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Viewing 15 posts - 1 through 15 (of 17 total)
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  • in reply to: Young Newcomer #66240

    Just look around. I saw them here in NC literally on the side of the interstate. $2k delivered.

    in reply to: Young Newcomer #66226

    The way you start is by raising some money, then finding a cheap piece of property that fits your needs and living on it.

    I’m in step 2 of the process right now.

    Your set up seems like it might be similar to mine, because I also just want the very basics (including internet access).

    So in our case we only need minimal electrical systems and a way to get a good internet connection. I’m thinking that an old sat dish will make a great long range WiFi antenna. Then you’ll either have to make a connection in town, or make a deal with a friend to use their wireless router.

    The biggest factor in what you should do will always be what it is that you want out of life. If you are not 100% sure of what you want out of life, I’d say don’t waste your time and money until you are 100% sure. Once you are sure what you want out of life, it makes it pretty clear what it is that you should be doing ;-)

    in reply to: Young Newcomer #66228

    Well, it seems that we have a lot in common. I have the same basic situation that you do, except one difference.

    I did what I had to do to get a higher paying I.T. job. It was a gigantic sacrifice, and has cost me my entire life for the last 2.5 years. But I think that it was worth it.

    If you don’t want to go that route, find ways to reduce your cost of living. If you pay rent, consider buying some cheap land instead. Yeah, you might have to live in a tent for a while, but at least you’ll be building equity.

    Another thing that I did that helped a lot (not always possible, but it was for me) was that I got rid of my car and drove a moped instead. There isn’t much fun about it, but the bottom line is that it is almost free transportation.

    These are a few of the types of things that you can do to leverage what little income you do have, so that you can use it to make your dreams come true in the future. Always be on the look out for new ways to live below your means.

    in reply to: Young Newcomer #66231

    Cheap land does exist, if you are willing to live in rough circumstances.

    I saw 20 acres in Elko, NV a while back for $8k. Even working at McDonald’s… you could save up and buy that in 6 months or so.

    I see land up in Utah, Wyoming, Montana all the time that is dirt cheap (which is fitting, because it is nothing but dirt)!

    If you are serious about going off grid, I wouldn’t waste this opportunity on Nursing school. Go get 2 or 3 jobs. Sacrifice the next 6 months / year of your life to be able to buy complete freedom.

    Once you own your own land you will be financially free. Then you can do things like go to nursing school with no worries. You’ll always have a home to come back to and you’ll never have to pay rent ever again.

    If you go to nursing school now, here is what will likely happen:

    You’ll get a higher paying job as a nurse. You’ll make more money, then you’ll be expected to get your own place to live. Now you are talking about an apartment eating up all of that extra money that you are now making in rent. All in all you won’t really be any better off… you’ll just look better on paper.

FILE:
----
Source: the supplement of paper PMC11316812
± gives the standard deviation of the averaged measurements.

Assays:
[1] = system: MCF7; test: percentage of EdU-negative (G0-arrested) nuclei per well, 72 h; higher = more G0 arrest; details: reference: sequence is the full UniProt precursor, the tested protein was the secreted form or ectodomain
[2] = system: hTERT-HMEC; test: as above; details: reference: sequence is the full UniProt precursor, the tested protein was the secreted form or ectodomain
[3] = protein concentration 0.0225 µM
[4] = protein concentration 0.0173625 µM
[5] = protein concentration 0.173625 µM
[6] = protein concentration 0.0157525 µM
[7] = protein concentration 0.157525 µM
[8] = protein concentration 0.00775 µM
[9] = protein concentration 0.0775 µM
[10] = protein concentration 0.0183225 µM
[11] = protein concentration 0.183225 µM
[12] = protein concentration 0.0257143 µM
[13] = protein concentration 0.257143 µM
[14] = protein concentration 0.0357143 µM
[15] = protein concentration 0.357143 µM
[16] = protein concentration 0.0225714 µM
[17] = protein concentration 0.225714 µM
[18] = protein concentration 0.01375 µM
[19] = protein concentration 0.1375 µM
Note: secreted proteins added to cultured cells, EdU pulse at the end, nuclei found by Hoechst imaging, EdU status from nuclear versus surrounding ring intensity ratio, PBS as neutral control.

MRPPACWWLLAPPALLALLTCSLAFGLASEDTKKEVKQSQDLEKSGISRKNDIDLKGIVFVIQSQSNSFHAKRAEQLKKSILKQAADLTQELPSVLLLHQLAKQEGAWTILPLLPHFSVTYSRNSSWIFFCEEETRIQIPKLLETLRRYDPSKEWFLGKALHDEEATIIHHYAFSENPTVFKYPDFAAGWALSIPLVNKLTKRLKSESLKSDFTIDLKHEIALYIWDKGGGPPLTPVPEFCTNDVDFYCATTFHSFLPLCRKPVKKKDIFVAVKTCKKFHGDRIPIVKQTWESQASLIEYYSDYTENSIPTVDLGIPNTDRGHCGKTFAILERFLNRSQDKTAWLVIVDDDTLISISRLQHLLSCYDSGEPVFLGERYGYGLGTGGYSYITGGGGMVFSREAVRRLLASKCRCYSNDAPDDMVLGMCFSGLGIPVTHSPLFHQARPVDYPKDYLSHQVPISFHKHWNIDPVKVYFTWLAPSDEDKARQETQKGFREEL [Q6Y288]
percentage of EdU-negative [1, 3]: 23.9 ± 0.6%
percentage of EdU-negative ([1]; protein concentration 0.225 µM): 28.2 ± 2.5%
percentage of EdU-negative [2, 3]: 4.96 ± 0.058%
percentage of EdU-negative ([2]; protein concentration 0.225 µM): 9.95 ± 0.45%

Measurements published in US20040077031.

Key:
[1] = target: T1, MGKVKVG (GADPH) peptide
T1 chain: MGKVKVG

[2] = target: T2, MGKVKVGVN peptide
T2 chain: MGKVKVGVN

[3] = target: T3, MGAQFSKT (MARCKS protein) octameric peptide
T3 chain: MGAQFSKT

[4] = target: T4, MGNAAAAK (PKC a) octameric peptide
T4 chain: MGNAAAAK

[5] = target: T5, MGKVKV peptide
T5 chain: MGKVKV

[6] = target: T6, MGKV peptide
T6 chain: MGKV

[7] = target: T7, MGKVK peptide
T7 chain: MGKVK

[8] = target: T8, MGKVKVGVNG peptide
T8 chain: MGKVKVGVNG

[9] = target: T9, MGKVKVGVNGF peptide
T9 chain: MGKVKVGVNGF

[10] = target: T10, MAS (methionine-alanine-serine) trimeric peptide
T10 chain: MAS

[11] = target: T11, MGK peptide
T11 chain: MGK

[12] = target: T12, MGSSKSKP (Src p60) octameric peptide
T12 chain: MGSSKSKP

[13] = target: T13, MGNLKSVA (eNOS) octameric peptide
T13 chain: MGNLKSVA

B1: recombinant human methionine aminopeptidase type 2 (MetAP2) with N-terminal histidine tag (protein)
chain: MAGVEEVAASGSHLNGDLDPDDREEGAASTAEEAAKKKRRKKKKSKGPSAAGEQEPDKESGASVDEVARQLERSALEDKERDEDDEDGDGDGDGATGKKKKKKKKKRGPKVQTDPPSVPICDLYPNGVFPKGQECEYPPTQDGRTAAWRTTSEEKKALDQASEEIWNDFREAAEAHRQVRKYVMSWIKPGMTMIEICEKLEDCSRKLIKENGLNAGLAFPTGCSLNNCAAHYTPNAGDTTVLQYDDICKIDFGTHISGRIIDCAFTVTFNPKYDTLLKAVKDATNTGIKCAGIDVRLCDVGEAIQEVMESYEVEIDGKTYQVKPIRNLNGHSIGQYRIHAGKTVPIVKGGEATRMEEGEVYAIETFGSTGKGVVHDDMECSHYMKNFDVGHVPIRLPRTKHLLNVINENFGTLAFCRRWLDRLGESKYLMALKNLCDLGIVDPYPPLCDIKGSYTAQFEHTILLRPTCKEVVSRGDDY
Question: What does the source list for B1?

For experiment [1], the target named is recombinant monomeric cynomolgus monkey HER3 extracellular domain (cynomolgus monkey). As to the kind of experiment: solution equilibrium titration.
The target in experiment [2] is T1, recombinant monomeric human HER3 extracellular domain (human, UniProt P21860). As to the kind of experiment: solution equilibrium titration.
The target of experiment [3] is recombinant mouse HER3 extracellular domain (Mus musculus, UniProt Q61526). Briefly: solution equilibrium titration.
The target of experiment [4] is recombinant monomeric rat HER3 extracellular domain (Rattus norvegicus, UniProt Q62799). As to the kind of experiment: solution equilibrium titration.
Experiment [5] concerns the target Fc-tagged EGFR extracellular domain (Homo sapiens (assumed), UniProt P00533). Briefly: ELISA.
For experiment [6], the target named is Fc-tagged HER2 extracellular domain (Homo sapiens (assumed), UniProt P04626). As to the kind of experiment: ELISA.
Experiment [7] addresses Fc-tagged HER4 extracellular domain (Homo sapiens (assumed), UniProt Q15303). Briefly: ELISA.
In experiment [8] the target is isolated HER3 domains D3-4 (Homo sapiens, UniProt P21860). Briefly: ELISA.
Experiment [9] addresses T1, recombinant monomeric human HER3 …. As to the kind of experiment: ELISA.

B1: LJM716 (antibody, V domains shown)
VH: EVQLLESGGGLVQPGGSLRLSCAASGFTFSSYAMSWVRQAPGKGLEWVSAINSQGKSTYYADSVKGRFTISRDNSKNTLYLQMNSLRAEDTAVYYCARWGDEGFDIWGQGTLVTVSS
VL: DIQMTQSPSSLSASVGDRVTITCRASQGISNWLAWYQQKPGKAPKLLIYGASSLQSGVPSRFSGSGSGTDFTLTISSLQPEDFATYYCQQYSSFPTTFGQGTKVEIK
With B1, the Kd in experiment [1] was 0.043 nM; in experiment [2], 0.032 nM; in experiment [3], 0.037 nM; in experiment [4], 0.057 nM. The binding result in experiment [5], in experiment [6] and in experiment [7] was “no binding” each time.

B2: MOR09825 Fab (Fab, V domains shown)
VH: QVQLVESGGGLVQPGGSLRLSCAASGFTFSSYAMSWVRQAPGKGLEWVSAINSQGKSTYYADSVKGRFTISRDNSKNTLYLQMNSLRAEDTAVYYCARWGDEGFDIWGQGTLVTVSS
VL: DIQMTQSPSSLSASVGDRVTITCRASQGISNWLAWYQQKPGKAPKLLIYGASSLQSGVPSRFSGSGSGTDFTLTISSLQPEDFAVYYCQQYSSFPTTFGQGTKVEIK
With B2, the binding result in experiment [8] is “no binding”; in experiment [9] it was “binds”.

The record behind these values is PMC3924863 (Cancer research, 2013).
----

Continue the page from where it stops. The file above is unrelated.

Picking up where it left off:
However, consider how awesome it would be if you were a nurse living on your own land with almost no expense. You’d get to keep every dime, and live like a king ;-)

    Property = Freedom

    I’d recommend not wasting this opportunity to get some.

    in reply to: Young Newcomer #66233
    Participant is what I use. I’ve found several nice properties using that site.

    This is my current plan for housing:

    10x10x40ft shipping container set on level ground.

    Then I’ll bury it with a mountain to dirt to insulate it, get the Geo thermal advantage, protect it from the elements, and also make it less ugly.

    Then I’ll plant grass and stuff in the mountain so that nature will hold it all together.

    They call that a hobbit house (usually).

    The reason I’m doing a hobbit house is because you run into all kind of problems with ground water if you bury it in the ground.

    So this is the absolute cheapest way that I can figure out to build a house that has everything that you need (indestructible, and warm). It will be dark inside, but hey… you can deal with it for a while.

    Bottom line is that this house can be put on your property and give you a reliable warm place to live for about $2k.

    The things that you’ll run into that far north that will be harsh are the winters. Weather so cold that it will literally kill you, lots of snow and ice.

    Snow covers solar panels, so don’t forget to plan for that.

    Make sure that you have a good wood stove,and plenty of firewood.

    If things go bad, all you need is that wood stove, and food to survive pretty comfortably (yeah you’ll be bored with no electricity, but you’ll be warm and fed). It’ll be freezing cold outside… so there is your natural refrigerator.

    I absolutely hate cold weather, so I’m looking to go as far South as possible.

    in reply to: Young Newcomer #66234

    I wouldn’t even consider looking into one of those houses that you mentioned above. The plans alone for some of them cost in the range of $500!

    I’ve seen these things on tv documentaries before and here that they cost around $50k to build! That is straight insanity!

    You can build a shipping container house for around $2k.

    There are also hay bail houses, log cabins, geo-domes, and all kind of other alternatives that you can build on the cheap using stuff that is already around you anyway.

    I’ve even considered getting an old school bus, and turning it into a mobile home.

    in reply to: Young Newcomer #66238

    Yeah, I was never that big on the school bus idea. I’d only do that if I lived in a warm climate and needed to be highly mobile for some reason. Otherwise it just wouldn’t make any sense.